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Sermons at First Parish Church

Rev. Elea Kemler
First Parish Church of Groton
October 13, 2019

Prayer for Oct. 13, 2019

Rabbi Rachel Barenblat writes:

Let the walls of my heart be easily moved
as the walls of the Sukkah that sway in the wind
let the roof of my heart
be porous to tears as the roof of the Sukkah
that lets in the rain
let the space in my heart be open to guests…
let the beat of my heart
be a .. reminder that life here is transient —
a temporary dwelling
let the walls, left unsealed,
and the roof, with its lattice,
frame the cracks
that will let in the light.

And this is a prayer from the Pueblo people:

I add my breath to your breath,
That our days may be long on the earth,
That the days of our people and of all the plants and animals may be long,
That we shall be as one.

We hold in heart and mind all who are hungry, all who live with violence and war, all who are grieving or sick and all who are homeless, all refugees, all who are in need of shelter and sanctuary all around the world. Today let us pray also and especially today for our planet which so desperately needs our care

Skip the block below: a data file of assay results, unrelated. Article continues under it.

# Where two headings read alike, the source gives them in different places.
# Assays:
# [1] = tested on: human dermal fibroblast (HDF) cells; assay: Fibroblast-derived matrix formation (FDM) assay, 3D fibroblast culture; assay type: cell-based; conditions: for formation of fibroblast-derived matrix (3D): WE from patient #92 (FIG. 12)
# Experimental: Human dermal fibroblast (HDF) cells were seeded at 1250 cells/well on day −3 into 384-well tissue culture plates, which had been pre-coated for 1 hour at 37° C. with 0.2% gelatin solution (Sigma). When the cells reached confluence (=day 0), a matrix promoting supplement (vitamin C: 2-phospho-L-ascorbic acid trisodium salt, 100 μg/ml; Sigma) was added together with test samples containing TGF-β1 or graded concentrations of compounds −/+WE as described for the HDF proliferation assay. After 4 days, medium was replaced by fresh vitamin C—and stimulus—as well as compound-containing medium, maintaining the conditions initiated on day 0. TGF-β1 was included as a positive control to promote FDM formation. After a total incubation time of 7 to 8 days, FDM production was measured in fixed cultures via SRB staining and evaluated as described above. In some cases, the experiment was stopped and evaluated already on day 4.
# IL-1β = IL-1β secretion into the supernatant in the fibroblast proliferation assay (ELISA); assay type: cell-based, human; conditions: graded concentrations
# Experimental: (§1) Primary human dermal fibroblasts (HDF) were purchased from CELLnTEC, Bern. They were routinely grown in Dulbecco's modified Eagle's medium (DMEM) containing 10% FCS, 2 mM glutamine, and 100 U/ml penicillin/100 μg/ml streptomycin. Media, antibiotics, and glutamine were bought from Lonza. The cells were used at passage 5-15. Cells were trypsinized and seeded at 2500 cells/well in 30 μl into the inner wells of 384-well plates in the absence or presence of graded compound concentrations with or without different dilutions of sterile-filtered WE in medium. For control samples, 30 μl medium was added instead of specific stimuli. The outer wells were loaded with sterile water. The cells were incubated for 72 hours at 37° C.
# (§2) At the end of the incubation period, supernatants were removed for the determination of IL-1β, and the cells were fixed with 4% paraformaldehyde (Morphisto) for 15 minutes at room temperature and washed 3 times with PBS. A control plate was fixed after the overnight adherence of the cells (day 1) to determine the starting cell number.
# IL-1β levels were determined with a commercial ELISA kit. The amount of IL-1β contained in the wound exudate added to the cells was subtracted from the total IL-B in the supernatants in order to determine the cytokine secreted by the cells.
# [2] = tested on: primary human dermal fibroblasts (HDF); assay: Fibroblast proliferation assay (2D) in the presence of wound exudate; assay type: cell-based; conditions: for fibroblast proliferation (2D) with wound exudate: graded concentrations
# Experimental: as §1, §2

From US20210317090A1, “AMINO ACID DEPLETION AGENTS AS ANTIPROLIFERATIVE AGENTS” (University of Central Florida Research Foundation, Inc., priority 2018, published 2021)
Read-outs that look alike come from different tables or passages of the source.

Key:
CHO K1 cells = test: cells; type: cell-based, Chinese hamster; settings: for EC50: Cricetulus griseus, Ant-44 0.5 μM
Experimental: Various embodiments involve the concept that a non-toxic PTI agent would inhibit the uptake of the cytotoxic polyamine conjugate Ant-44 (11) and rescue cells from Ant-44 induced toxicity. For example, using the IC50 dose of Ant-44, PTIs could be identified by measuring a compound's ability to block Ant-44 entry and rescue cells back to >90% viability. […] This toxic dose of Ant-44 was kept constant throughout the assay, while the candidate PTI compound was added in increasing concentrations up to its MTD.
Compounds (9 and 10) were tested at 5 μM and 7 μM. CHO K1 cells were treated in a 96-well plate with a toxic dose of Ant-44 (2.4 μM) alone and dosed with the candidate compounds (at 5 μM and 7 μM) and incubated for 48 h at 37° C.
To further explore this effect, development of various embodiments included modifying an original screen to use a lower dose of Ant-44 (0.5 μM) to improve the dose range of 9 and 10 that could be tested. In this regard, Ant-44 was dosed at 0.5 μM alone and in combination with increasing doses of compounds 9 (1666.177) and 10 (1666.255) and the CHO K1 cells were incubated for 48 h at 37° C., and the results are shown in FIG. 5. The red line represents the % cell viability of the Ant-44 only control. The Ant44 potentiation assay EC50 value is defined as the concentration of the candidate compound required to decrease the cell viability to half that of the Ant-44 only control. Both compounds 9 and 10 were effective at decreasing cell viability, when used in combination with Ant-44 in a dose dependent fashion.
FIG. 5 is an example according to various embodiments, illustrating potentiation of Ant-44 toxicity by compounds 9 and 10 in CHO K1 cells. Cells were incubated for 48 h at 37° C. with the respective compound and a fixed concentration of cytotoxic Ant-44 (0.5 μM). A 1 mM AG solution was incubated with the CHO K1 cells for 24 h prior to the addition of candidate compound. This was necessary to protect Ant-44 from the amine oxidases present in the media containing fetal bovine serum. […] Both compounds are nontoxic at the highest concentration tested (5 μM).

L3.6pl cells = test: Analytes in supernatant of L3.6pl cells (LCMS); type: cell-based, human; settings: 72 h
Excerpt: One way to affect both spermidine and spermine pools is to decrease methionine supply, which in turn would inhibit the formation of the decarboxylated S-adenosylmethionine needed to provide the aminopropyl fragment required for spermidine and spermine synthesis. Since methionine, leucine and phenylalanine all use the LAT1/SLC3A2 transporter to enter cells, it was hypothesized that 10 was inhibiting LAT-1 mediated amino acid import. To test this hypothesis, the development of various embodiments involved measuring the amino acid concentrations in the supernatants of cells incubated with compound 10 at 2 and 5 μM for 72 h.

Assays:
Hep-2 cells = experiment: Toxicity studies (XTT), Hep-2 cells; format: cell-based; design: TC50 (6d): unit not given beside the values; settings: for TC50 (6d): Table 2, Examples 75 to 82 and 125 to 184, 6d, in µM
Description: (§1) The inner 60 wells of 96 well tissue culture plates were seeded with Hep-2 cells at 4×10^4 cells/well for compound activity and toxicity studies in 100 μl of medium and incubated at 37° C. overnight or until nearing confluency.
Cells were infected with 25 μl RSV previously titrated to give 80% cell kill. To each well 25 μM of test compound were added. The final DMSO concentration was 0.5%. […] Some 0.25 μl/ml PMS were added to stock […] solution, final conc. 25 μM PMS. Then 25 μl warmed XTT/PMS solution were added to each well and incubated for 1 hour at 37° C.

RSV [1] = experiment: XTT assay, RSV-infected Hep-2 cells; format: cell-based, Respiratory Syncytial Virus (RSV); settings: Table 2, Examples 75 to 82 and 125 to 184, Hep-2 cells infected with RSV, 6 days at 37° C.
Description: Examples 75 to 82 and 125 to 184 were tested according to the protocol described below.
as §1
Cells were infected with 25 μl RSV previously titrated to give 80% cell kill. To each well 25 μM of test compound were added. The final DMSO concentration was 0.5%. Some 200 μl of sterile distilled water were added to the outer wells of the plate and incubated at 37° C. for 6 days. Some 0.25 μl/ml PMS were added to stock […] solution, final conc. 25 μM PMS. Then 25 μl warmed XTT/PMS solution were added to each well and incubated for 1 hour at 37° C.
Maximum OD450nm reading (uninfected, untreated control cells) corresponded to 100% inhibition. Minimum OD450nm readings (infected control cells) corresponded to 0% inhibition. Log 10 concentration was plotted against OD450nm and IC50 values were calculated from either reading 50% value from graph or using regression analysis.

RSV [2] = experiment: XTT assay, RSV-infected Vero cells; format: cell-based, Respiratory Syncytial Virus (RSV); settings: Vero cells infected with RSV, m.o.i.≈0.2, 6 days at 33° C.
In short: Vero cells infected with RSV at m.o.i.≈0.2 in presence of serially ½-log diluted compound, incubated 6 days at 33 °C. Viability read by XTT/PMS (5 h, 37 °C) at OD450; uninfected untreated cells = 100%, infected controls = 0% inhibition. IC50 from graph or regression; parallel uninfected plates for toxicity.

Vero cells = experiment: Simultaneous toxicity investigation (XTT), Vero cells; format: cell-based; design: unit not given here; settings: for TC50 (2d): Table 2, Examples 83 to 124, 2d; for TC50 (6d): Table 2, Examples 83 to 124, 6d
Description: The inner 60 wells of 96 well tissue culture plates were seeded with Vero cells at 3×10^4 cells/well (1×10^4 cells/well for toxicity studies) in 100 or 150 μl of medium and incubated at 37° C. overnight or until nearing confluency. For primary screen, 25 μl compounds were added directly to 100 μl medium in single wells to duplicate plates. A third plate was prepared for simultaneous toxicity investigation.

We pray for the joys and sorrows of this community, the ones shared out loud and these we have been trusted with.

As we sit in quiet and in this strong and loving community, may we find hope and strength so that we can kind and brave in the week ahead.

On Behalf of Life

The kids are outside decorating our Sukkah today. One of the kids, who has been coming to church for years, since he was a little one, asked me last week, “Is it time for that fort with the chocolate in it?” I love how he has learned the rhythm of our religious year and yes, it is time for the fort with the chocolate in it.

The Jewish holiday Sukkot begins tonight at sundown and lasts for the next week. As many of you know, because you too have learned the rhythm of our religious year, Sukkot involves building a little temporary house or shelter or fort outside called a sukkah and then dwelling in the sukkah during the week of the holiday. People don’t actually live in their sukkah, but they try to spend time in it, to make time in it eating - reading, drinking coffee, sitting, inviting friends over for dinner, just being, sheltered but also outside, connected to the weather, which is the point. If it is raining or cold or, in our part of the world snowing, god forbid, you don’t have to dwell in the sukkah, because it is supposed to be a pleasure not an exercise in misery. There aren’t a lot of rules about how to build sukkah, but one of the few is that the roof has to have gaps or spaces in it that are wide enough to see the sky during the day and the stars at night.